This blog post isn’t about scanning bridges and then creating 3D models of them, it’s about printing the bridges themselves. Joris Laarman, a Dutch designer, has designed a bridge to be 3D printed by robotic arms. It’s going to be placed at an undisclosed location in Amsterdam and will be for pedestrian use only.
What’s going to hold the robots? The bridge itself, which will be strong enough to hold the robots as they complete their work.
“This bridge will show how 3D printing finally enters the world of large-scale, functional objects and sustainable materials while allowing unprecedented freedom of form,” said Laarman. “The symbolism of the bridge is a beautiful metaphor to connect the technology of the future with the old city, in a way that brings out the best of both worlds.”
This new project wouldn’t be possible without a previous idea of Laarman: 3D printing arms that can “draw” metal in the air.
Again, the bridge is for pedestrian use only, but it does raise some questions about what’s possible with 3D printing once you bring it outside of a tiny box. If we can print a bridge for people, it hints at the possibility of printing a bridge for cars or trains. Or printing piping for an offshore rig. There are probably thousands of ways this technology could be leveraged by architects, engineers, construction companies, design firms, DOTs, and more.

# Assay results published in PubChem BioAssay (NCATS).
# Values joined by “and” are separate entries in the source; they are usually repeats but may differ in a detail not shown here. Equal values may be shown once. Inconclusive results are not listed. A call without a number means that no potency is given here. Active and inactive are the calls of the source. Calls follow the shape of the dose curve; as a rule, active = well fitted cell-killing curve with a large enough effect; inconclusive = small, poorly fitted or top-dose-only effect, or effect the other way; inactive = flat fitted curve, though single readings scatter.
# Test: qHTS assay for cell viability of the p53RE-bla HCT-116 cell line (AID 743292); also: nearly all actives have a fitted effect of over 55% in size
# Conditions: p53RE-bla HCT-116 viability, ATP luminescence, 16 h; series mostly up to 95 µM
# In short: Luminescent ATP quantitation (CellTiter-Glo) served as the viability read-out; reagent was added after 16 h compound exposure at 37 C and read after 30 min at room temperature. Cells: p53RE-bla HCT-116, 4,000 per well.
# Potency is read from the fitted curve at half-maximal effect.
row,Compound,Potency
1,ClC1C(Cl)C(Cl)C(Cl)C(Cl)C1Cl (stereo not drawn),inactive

Surely there are challenges remaining, but I never thought I’d see someone 3D print a bridge in mid-air, so I’m feeling optimistic that some genius out there will solve them.
This news also hints that some of the structures we design in the future might look different simply because they’ll be designed to support the weight of the robots 3D-printing them. I’m no expert at building bridges, but I imagine that Laarman designed those fractal-like supports as a way to cantilever the bridge out over the water without collapsing. Will that sort of design become commonplace?